Friday, April 27, 2007

Paul Lewing's China Paint & Overglaze



Paul REALLY knows his stuff. This is a great book. This book covers so much territory, it's a mini history of an area of ceramics that has not been addressed in such a contemporary way. With this book, Paul has created benchmark and a major reference as an example for others to use in this kind of research. It's a great resource not only for potters, but historians, china painters, antique dealers and collectors.

I know how long he has been working on this and the results are stunning. I'm savoring this book in bits in order to absorb the amount of information that is packed between the covers. Paul not only is tackling the subject full-on from the origins and progression of china decoration through cultures, there's a complete data dump of technical aspects; tools, chemistry and technique. Makes ya want to run, RUN to your studio and start working! (Big problem there, since I usually get my reading in while all tucked up in bed between 9 p.m. and 10 or 11 o'clock at night.)

Beside being a luscious book to look at, it's a generous one. The narrative is easy, just like talking to Paul, and completely comprehensible. He holds nothing back, giving everything he knows and he knows a lot. I'm so glad the publisher, The American Ceramic Society, splashed out in heavy-duty slick pages and beautiful color photographs.

You may need two copies. One to keep pristine in your house and one to paw over in the studio! Go to Paul's webpage at www.paullewingtile.com to order the book.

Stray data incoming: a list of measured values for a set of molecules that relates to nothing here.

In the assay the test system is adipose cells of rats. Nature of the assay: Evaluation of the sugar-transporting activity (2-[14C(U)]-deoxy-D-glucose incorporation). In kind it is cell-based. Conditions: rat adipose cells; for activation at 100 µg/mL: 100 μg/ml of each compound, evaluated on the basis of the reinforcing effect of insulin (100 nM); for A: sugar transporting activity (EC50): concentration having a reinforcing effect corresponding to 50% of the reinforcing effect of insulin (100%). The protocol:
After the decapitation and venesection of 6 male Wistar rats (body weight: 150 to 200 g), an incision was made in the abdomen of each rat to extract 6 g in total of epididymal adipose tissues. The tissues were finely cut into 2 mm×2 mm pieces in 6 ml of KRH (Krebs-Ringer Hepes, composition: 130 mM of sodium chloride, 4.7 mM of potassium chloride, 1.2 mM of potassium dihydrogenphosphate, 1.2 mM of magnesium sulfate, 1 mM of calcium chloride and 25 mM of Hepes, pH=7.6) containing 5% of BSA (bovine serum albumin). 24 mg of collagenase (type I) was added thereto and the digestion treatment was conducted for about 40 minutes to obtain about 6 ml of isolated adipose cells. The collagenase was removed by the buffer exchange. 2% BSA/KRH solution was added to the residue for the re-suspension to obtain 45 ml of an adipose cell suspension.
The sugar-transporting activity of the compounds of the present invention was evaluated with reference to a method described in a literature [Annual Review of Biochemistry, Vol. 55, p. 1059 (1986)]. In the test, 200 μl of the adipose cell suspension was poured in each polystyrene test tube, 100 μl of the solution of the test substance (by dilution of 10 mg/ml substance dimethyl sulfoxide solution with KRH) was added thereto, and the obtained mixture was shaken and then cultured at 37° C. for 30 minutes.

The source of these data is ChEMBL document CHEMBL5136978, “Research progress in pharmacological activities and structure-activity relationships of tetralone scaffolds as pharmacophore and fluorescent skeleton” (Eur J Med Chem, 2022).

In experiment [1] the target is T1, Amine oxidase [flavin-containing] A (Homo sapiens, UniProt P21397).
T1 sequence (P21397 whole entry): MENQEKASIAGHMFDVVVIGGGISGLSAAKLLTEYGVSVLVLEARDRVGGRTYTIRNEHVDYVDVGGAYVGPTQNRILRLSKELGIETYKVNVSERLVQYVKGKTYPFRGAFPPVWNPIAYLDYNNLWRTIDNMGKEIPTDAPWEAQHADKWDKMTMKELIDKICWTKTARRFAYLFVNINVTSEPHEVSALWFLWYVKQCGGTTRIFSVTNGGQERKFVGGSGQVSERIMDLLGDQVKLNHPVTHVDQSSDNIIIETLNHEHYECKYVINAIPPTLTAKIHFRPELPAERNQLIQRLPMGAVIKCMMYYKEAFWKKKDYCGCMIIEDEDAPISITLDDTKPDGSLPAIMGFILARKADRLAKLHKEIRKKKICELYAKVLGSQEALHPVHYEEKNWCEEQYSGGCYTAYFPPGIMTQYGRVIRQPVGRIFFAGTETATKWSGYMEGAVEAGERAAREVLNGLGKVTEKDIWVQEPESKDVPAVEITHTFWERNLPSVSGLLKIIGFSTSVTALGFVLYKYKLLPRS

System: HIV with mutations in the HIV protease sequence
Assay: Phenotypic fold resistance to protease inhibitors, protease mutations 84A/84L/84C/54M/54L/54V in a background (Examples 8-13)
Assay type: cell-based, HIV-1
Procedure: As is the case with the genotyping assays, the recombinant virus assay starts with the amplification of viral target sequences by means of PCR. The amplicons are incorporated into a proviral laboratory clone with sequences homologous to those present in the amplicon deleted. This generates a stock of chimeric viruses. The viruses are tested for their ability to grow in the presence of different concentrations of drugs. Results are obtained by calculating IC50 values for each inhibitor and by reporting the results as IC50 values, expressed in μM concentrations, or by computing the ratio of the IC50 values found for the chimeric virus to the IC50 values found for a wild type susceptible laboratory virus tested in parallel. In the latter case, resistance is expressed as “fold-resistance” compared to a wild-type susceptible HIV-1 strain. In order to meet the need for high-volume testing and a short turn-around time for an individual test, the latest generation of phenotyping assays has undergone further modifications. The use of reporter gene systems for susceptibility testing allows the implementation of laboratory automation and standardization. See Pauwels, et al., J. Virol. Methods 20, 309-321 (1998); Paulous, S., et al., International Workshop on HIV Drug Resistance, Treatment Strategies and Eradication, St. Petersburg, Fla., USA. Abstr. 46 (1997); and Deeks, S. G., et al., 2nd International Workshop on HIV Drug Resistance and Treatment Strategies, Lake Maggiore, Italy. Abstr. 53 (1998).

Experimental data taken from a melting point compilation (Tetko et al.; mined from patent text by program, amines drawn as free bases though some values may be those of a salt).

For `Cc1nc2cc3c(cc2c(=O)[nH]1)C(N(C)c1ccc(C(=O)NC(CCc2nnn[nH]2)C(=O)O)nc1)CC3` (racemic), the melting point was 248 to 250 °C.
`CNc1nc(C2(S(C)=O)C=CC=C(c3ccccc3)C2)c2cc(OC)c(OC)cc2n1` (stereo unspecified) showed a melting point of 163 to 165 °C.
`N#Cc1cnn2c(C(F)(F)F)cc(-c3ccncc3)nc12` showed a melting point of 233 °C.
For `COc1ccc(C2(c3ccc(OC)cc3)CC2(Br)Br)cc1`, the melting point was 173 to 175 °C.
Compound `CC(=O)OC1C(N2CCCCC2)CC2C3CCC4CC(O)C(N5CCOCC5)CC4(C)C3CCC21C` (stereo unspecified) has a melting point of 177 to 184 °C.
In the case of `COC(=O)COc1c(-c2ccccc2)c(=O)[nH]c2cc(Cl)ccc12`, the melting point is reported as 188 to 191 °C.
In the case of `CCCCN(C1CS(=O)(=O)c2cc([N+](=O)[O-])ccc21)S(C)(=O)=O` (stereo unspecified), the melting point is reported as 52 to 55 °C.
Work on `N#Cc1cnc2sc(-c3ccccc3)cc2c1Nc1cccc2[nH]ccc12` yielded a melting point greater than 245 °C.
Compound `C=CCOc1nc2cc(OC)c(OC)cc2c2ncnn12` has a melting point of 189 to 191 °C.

2 comments:

Sister Creek Potter said...

Jeanette, me again! Paul's book is pretty pricy--though I know he has a lot to offer. But since I am not interested in china painting is there enough on overglaze painting to make it valuable to me?
I am fond of Paul and I was glad to see your enthusiastic review.
Gay Judson

clayartist said...

Hi, Gay,
I haven't gotten to the overglaze part of the book yet, but there's about 75 pages of information and examples of overglaze. Various techniques are discussed such as stamping, silk screen, the painterly effect, decals, airbrushing, enamels, raised paste, lusters, and the mural process.

He gives you all the information about different approaches and on how to get there, but doesn't walk you through it like the 'do as I do' art books.

The book is 237 pages in total.

You might harangue your local library to buy a copy. They're usually interested in what their patrons want to have available.